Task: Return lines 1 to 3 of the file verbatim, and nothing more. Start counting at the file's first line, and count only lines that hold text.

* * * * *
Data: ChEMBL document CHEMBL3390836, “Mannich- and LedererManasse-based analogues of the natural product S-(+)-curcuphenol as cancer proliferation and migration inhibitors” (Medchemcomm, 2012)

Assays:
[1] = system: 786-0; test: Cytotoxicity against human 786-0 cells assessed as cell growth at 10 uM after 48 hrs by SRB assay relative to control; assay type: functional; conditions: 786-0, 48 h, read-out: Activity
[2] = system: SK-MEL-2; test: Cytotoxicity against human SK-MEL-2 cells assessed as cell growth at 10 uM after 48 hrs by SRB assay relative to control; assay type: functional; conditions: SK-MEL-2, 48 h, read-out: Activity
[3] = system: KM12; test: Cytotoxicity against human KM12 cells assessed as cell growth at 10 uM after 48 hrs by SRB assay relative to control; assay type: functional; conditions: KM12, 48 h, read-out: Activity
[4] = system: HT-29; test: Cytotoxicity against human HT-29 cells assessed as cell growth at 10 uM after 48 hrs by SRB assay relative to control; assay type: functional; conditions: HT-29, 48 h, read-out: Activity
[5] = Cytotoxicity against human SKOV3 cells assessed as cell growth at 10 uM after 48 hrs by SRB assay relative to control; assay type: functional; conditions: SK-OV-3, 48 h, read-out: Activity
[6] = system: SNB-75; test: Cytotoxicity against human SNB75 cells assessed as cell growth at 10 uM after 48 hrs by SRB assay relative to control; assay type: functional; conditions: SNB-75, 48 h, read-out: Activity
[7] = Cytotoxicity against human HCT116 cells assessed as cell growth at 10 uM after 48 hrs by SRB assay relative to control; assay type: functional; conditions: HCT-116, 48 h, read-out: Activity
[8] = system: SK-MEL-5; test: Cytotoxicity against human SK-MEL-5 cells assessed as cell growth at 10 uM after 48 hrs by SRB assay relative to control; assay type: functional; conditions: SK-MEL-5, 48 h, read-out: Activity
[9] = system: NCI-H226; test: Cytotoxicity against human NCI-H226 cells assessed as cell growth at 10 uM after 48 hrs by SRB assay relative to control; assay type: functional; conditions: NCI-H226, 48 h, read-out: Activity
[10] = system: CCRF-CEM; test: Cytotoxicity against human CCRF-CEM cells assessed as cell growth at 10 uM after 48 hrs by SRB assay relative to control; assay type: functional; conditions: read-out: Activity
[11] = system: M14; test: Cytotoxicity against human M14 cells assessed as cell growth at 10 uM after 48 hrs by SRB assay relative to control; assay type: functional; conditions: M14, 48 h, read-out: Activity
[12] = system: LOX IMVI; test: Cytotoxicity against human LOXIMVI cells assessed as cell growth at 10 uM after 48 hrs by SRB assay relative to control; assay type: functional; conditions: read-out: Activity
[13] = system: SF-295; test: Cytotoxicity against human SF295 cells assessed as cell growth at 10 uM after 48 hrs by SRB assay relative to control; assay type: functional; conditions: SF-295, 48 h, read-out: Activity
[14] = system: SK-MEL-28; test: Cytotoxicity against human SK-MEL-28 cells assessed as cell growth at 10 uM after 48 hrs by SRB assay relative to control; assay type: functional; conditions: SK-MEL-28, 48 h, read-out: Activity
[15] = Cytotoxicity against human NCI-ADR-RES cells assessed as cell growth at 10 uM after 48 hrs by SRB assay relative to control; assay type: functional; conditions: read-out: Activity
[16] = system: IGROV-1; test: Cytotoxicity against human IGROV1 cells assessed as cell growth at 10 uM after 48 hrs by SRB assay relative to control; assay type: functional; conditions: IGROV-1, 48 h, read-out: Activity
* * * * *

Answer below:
Data: ChEMBL document CHEMBL3390836, “Mannich- and LedererManasse-based analogues of the natural product S-(+)-curcuphenol as cancer proliferation and migration inhibitors” (Medchemcomm, 2012)

Assays:
[1] = system: 786-0; test: Cytotoxicity against human 786-0 cells assessed as cell growth at 10 uM after 48 hrs by SRB assay relative to control; assay type: functional; conditions: 786-0, 48 h, read-out: Activity